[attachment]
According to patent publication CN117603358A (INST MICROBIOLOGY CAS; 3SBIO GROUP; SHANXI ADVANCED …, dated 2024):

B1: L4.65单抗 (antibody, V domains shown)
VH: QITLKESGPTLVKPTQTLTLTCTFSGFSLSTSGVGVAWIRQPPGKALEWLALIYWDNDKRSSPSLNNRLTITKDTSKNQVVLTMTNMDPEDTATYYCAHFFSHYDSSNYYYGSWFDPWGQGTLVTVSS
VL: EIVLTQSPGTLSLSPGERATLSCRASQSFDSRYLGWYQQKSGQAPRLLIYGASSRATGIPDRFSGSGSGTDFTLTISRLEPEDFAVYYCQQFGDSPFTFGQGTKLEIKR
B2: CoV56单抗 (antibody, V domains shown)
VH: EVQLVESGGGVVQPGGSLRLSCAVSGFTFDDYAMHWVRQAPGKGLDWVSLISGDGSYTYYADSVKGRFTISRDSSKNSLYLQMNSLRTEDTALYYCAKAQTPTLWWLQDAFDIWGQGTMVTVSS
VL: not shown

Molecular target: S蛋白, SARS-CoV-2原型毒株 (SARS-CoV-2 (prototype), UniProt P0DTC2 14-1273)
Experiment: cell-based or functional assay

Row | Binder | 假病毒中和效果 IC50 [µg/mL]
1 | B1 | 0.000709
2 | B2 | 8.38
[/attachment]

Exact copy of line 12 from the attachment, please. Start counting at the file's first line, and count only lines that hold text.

2 | B2 | 8.38